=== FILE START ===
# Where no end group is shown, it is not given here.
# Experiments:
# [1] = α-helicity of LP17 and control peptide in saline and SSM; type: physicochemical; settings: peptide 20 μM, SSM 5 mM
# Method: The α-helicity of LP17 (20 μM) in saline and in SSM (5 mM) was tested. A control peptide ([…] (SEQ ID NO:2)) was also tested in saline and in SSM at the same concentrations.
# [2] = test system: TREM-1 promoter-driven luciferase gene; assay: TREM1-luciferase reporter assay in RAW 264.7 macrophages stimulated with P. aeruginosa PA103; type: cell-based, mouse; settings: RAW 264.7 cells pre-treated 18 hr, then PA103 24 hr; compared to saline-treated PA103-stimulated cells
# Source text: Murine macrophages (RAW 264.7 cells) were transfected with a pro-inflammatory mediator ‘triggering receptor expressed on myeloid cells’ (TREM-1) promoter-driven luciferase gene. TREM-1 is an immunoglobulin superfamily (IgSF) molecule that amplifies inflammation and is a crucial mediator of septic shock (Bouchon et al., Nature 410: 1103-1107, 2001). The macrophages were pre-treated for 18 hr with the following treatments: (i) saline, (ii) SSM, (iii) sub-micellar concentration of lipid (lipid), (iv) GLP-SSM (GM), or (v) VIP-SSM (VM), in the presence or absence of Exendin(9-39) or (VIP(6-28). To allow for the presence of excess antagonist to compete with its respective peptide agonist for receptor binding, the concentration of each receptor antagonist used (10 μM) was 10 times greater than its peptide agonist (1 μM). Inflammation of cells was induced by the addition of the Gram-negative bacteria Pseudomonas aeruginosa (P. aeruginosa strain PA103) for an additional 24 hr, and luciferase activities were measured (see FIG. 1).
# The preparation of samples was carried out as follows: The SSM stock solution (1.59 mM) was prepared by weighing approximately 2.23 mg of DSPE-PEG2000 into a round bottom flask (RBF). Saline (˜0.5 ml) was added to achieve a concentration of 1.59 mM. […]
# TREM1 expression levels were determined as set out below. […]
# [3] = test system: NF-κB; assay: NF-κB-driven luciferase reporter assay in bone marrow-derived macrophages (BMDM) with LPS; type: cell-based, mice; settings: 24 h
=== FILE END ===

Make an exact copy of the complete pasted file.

# Where no end group is shown, it is not given here.
# Experiments:
# [1] = α-helicity of LP17 and control peptide in saline and SSM; type: physicochemical; settings: peptide 20 μM, SSM 5 mM
# Method: The α-helicity of LP17 (20 μM) in saline and in SSM (5 mM) was tested. A control peptide ([…] (SEQ ID NO:2)) was also tested in saline and in SSM at the same concentrations.
# [2] = test system: TREM-1 promoter-driven luciferase gene; assay: TREM1-luciferase reporter assay in RAW 264.7 macrophages stimulated with P. aeruginosa PA103; type: cell-based, mouse; settings: RAW 264.7 cells pre-treated 18 hr, then PA103 24 hr; compared to saline-treated PA103-stimulated cells
# Source text: Murine macrophages (RAW 264.7 cells) were transfected with a pro-inflammatory mediator ‘triggering receptor expressed on myeloid cells’ (TREM-1) promoter-driven luciferase gene. TREM-1 is an immunoglobulin superfamily (IgSF) molecule that amplifies inflammation and is a crucial mediator of septic shock (Bouchon et al., Nature 410: 1103-1107, 2001). The macrophages were pre-treated for 18 hr with the following treatments: (i) saline, (ii) SSM, (iii) sub-micellar concentration of lipid (lipid), (iv) GLP-SSM (GM), or (v) VIP-SSM (VM), in the presence or absence of Exendin(9-39) or (VIP(6-28). To allow for the presence of excess antagonist to compete with its respective peptide agonist for receptor binding, the concentration of each receptor antagonist used (10 μM) was 10 times greater than its peptide agonist (1 μM). Inflammation of cells was induced by the addition of the Gram-negative bacteria Pseudomonas aeruginosa (P. aeruginosa strain PA103) for an additional 24 hr, and luciferase activities were measured (see FIG. 1).
# The preparation of samples was carried out as follows: The SSM stock solution (1.59 mM) was prepared by weighing approximately 2.23 mg of DSPE-PEG2000 into a round bottom flask (RBF). Saline (˜0.5 ml) was added to achieve a concentration of 1.59 mM. […]
# TREM1 expression levels were determined as set out below. […]
# [3] = test system: NF-κB; assay: NF-κB-driven luciferase reporter assay in bone marrow-derived macrophages (BMDM) with LPS; type: cell-based, mice; settings: 24 h